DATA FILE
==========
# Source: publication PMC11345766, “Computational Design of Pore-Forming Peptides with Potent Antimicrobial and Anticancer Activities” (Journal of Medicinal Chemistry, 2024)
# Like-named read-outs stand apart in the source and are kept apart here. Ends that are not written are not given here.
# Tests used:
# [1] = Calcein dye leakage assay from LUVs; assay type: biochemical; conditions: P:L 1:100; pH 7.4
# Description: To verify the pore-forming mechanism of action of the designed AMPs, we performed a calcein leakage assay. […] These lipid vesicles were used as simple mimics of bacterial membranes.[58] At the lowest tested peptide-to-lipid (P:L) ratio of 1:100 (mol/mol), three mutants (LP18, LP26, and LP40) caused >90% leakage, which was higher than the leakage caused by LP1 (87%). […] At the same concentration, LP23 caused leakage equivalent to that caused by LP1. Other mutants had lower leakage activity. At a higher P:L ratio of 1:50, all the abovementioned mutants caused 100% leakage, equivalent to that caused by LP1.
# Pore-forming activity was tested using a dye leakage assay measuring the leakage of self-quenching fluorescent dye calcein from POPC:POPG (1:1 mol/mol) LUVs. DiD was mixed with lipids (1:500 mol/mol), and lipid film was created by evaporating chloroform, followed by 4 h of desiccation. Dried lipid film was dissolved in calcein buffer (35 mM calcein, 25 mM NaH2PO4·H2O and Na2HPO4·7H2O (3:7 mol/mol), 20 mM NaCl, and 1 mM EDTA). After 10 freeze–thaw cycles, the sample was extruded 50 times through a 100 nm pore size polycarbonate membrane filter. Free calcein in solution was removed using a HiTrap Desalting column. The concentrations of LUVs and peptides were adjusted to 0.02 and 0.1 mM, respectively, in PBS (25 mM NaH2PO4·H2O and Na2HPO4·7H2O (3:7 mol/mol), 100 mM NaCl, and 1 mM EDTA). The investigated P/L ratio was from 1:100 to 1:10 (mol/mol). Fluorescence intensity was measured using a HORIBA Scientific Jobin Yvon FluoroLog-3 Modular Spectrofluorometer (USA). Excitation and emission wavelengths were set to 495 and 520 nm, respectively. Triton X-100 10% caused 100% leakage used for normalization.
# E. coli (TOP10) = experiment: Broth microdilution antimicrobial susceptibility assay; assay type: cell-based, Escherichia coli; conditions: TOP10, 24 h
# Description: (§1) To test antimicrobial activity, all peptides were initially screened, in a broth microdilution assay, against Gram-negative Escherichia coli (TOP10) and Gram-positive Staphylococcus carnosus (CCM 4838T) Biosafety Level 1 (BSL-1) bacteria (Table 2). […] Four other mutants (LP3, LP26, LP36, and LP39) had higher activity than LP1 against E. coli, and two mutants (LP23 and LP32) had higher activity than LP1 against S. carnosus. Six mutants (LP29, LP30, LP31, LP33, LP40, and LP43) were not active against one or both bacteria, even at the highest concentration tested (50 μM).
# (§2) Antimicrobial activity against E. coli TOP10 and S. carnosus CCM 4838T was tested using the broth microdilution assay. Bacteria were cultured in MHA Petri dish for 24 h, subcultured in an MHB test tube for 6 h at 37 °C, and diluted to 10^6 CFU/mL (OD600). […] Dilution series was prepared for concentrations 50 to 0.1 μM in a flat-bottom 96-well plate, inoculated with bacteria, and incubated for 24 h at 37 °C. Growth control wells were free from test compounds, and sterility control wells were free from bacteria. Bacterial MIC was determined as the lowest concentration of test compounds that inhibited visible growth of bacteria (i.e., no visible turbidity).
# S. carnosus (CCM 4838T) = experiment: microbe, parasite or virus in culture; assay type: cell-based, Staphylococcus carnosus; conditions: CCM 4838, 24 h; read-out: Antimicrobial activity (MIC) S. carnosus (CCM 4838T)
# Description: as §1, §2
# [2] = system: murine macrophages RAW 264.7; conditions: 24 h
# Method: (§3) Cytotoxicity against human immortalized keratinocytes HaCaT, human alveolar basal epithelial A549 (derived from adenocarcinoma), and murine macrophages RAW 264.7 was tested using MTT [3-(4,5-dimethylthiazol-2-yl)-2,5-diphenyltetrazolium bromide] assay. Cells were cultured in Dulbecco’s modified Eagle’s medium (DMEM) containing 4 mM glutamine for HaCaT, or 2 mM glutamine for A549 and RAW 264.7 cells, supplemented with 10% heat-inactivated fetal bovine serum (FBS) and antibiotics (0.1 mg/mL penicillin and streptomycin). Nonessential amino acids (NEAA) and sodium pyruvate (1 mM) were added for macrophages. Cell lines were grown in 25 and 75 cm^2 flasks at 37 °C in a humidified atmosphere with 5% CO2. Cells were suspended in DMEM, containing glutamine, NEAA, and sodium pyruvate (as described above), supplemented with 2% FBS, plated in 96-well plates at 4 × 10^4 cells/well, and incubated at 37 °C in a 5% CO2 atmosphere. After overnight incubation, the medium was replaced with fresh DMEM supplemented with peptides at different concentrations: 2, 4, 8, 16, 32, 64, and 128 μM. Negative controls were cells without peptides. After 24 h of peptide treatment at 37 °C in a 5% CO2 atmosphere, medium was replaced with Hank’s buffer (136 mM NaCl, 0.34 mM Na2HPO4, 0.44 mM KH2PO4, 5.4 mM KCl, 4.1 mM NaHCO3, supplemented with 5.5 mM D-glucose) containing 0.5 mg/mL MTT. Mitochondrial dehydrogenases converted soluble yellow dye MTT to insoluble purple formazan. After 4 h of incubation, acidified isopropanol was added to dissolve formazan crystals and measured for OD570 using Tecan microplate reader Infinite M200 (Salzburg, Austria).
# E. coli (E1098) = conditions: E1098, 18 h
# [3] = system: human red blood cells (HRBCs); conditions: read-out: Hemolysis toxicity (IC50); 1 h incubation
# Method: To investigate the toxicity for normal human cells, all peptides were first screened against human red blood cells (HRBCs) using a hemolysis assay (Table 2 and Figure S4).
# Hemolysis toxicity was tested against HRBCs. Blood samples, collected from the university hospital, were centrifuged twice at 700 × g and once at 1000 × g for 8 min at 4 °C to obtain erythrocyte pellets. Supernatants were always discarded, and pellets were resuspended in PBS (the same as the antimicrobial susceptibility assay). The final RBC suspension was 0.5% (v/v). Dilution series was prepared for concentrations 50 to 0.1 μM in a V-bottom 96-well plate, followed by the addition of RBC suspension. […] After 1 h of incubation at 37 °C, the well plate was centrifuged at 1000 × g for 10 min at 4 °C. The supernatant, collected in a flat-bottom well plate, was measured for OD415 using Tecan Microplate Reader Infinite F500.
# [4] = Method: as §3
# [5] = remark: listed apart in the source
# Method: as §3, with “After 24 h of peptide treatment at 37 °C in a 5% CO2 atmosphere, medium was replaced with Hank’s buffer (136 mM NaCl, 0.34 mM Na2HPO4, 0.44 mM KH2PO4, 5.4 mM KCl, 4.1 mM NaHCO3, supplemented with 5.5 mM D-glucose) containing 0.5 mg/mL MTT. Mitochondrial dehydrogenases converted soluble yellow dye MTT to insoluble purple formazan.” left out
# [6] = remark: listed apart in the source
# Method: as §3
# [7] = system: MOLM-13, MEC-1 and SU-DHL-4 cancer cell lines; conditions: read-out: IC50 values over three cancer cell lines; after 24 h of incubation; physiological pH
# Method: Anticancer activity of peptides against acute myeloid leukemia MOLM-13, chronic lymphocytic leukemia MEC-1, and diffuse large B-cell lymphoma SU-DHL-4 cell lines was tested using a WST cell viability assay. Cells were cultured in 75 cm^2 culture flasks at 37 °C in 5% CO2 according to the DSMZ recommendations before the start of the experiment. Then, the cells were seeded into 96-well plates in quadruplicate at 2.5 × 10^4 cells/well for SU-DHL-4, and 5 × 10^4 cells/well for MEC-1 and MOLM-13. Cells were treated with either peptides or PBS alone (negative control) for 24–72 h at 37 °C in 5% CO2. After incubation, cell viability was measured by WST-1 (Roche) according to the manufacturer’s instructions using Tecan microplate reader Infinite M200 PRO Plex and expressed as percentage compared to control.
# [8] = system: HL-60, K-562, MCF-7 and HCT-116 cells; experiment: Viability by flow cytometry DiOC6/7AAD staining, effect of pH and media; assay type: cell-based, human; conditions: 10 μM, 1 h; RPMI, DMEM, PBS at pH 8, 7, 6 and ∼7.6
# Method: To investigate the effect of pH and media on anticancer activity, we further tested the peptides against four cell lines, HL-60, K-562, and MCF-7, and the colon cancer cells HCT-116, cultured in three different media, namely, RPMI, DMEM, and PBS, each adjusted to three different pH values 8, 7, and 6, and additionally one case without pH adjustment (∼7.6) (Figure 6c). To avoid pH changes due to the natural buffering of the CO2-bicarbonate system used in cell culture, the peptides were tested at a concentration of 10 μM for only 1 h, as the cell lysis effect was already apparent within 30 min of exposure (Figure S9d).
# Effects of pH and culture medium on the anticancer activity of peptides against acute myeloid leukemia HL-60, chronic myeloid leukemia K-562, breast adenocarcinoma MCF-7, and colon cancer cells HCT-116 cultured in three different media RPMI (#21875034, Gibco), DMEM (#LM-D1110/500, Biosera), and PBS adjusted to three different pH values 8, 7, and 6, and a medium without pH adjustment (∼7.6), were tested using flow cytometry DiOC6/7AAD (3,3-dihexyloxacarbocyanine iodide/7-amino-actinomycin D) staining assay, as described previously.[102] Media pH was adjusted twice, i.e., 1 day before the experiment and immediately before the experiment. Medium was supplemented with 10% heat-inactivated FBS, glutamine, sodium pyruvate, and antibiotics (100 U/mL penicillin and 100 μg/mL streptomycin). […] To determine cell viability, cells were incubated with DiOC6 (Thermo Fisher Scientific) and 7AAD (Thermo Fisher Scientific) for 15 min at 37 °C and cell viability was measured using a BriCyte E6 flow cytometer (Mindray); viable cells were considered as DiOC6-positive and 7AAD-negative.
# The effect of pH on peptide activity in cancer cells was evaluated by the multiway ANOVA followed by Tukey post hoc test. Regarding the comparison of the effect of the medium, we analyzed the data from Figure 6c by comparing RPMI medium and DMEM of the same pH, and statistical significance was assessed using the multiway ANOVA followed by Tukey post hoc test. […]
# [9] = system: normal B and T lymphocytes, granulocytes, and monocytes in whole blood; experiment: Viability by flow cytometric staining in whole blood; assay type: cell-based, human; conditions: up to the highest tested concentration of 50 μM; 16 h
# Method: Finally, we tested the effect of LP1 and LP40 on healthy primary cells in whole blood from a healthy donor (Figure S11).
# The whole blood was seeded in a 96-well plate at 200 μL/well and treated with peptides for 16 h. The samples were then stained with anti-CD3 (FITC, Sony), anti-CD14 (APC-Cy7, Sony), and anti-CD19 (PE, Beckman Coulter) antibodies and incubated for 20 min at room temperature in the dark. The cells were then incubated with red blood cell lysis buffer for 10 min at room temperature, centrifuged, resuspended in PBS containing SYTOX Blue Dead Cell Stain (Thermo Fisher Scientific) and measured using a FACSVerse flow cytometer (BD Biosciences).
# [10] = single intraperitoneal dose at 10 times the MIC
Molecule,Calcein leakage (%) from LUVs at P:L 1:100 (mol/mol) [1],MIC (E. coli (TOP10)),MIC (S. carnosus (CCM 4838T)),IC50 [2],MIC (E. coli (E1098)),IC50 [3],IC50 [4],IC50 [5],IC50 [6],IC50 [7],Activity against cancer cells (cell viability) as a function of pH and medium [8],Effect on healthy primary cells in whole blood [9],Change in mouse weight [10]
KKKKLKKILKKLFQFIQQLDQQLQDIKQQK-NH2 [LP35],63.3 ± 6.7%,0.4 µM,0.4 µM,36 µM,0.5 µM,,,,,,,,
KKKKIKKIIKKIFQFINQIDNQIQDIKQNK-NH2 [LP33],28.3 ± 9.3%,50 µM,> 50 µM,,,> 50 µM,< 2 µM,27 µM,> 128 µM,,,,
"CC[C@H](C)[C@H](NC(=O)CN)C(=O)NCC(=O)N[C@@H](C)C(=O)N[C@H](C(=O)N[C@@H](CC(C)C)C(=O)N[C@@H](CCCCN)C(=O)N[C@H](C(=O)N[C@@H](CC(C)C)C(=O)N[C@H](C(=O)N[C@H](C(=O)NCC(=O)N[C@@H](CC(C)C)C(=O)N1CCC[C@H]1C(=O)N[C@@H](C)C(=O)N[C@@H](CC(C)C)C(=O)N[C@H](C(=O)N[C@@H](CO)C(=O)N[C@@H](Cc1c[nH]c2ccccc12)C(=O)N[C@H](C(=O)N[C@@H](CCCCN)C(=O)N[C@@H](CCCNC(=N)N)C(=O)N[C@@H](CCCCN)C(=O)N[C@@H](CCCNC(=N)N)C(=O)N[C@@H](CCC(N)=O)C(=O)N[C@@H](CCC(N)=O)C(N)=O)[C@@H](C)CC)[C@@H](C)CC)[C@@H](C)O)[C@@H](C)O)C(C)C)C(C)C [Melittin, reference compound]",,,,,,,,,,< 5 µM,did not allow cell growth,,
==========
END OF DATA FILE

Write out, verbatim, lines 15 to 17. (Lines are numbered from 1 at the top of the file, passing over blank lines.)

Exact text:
# [3] = system: human red blood cells (HRBCs); conditions: read-out: Hemolysis toxicity (IC50); 1 h incubation
# Method: To investigate the toxicity for normal human cells, all peptides were first screened against human red blood cells (HRBCs) using a hemolysis assay (Table 2 and Figure S4).
# Hemolysis toxicity was tested against HRBCs. Blood samples, collected from the university hospital, were centrifuged twice at 700 × g and once at 1000 × g for 8 min at 4 °C to obtain erythrocyte pellets. Supernatants were always discarded, and pellets were resuspended in PBS (the same as the antimicrobial susceptibility assay). The final RBC suspension was 0.5% (v/v). Dilution series was prepared for concentrations 50 to 0.1 μM in a V-bottom 96-well plate, followed by the addition of RBC suspension. […] After 1 h of incubation at 37 °C, the well plate was centrifuged at 1000 × g for 10 min at 4 °C. The supernatant, collected in a flat-bottom well plate, was measured for OD415 using Tecan Microplate Reader Infinite F500.